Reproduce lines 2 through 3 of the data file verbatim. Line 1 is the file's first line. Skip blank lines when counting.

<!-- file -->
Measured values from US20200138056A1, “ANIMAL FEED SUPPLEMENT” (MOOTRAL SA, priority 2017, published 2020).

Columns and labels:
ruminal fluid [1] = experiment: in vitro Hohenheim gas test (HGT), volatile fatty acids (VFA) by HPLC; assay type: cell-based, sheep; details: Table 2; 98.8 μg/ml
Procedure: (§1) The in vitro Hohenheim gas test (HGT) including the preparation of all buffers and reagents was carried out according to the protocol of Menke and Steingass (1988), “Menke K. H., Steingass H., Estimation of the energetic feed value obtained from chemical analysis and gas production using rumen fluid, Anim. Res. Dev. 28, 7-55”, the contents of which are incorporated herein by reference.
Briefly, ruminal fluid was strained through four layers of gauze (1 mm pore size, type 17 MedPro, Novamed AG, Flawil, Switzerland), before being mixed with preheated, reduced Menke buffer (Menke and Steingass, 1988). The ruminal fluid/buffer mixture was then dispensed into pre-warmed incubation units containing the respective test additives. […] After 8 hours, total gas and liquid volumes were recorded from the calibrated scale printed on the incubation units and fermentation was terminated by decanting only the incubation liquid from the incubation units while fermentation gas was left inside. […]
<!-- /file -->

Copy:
Columns and labels:
ruminal fluid [1] = experiment: in vitro Hohenheim gas test (HGT), volatile fatty acids (VFA) by HPLC; assay type: cell-based, sheep; details: Table 2; 98.8 μg/ml